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US Reassures Baltics Against Russian Threat

  • James Brooke

At a new NATO-standard airbase in Estonia, four F-16s train over the Baltic Sea, sometimes coming within 100 meters of Russian war jets that tail them.

The new $100 million base flies flags of the countries of NATO pilots who have trained here recently: Poland, Estonia, Britain, Denmark and the United States.

The training helps ease concerns here in the Baltics, unnerved by Russia’s annexation of Crimea in March and its arming of separatists in eastern Ukraine. The three Baltic nations – Estonia, Latvia and Lithuania – were ruled by Moscow for nearly half a century, only winning their independence in 1991.

At an early celebration of America’s Independence Day, in Estonia’s capital, Tallinn, U.S. Ambassador Jeff Levine talked to a crowd about America’s, and NATO’s, commitment to defend this small country:

“The United States, both as a friend and as an ally in NATO, is committed to Estonia’s security,” Levine said. “In the last four months, we have had boots on the ground, planes in the air and ships at sea.”

Mingling in the crowd of almost 1,000 Estonians were uniformed soldiers from an American airborne regiment and sailors from the USS Oscar Austin, an American destroyer anchored near Tallinn.

Brian Diebold, commander of the Navy ship, described the NATO naval exercises recently completed off Estonia. “It can be characterized as 28 ships, 14 nations -- and one team finished,” he said.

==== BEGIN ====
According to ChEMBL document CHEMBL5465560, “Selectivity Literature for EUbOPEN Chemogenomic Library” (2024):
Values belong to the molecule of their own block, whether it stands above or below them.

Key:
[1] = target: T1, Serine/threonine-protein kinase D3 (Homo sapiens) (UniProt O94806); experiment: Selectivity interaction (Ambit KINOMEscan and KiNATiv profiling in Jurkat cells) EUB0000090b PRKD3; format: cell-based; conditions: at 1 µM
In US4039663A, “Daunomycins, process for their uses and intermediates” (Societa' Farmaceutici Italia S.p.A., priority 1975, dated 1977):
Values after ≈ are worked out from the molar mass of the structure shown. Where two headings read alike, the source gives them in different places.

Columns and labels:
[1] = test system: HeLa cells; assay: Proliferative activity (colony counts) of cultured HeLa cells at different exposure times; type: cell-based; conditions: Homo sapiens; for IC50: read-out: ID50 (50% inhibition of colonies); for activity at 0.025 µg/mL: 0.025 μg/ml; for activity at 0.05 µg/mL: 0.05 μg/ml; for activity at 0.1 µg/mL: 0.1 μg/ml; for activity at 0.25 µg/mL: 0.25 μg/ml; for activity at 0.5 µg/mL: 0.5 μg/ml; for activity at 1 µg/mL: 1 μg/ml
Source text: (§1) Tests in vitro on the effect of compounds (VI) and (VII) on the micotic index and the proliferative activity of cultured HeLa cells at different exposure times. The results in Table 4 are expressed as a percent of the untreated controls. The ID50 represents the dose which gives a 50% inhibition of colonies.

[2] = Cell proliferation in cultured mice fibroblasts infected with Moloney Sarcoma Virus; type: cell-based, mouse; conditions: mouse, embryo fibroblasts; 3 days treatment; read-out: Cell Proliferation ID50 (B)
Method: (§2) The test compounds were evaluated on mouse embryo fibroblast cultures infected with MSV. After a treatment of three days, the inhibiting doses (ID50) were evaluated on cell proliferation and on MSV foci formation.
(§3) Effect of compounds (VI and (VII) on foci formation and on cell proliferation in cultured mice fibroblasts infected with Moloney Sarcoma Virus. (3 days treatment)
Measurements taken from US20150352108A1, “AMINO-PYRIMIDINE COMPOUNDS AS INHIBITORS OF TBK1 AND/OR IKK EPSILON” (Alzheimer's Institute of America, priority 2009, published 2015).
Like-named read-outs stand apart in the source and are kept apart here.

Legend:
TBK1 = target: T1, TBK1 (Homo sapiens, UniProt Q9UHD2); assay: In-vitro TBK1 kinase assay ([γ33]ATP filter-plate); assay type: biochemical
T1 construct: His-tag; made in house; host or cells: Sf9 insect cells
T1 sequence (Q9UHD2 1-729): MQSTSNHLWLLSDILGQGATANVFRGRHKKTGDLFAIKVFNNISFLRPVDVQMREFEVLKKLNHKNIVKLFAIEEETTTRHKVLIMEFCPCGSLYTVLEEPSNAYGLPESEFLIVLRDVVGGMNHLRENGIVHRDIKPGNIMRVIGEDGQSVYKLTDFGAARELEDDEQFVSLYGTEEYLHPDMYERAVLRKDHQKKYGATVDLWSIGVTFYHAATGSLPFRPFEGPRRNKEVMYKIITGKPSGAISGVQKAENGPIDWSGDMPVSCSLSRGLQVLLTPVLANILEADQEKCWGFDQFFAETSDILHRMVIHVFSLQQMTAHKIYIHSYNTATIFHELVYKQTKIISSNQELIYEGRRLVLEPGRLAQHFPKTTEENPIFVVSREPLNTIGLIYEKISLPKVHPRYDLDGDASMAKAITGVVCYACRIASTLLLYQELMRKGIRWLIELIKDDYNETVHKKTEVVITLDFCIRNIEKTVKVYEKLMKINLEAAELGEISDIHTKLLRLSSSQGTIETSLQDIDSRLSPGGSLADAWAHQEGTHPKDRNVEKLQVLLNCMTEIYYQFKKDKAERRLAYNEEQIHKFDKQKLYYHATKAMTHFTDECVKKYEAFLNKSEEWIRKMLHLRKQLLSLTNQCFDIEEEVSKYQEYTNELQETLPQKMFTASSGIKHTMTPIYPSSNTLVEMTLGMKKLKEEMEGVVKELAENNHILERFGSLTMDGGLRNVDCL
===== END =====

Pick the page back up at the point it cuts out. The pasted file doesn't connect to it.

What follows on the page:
Almost half of NATO’s 28 member countries sent ships, he said: “Denmark, Estonia, Georgia, there was Lithuania, Latvia, France, Demark, Germany, the UK, the U.S. I can’t even remember all 14 of them.”

In honor of traditional July 4 festivities, an Estonian choir sang the American anthem.

Estonia’s gratitude to the U.S. and NATO has grown in direct proportion to its fears about Moscow, most recently following Russia’s March annexation of Crimea and its ongoing support for pro-Russian secessionists in eastern Ukraine.

At Estonia’s Defense Ministry, Mikk Marran, the permanent secretary, said the three Baltic nations have watched in alarm as Russia has rearmed in recent years. He said much of Russia’s military modernization has been concentrated near the Baltics.

“The conflict in Ukraine showed us pretty clearly that Russia is willing, and Russia is able to move the forces pretty quickly,” Marran said.

The three Baltic nations are members of NATO, and all are banking on that mutual defense treaty to protect themselves against Russian aggression. Marran praised the NATO training maneuvers here as sending a clear message of deterrence to Moscow.

“We have to send constant messages to the potential adversary that they should not even think about doing something similar to Crimea or the eastern part of Ukraine, in Estonia,” he said.

For now, Estonia’s defense strategy centers on holding off Russia long enough for the big firepower to arrive from NATO. In coming weeks, the Estonians are placing a large order of American anti-tank weapons.

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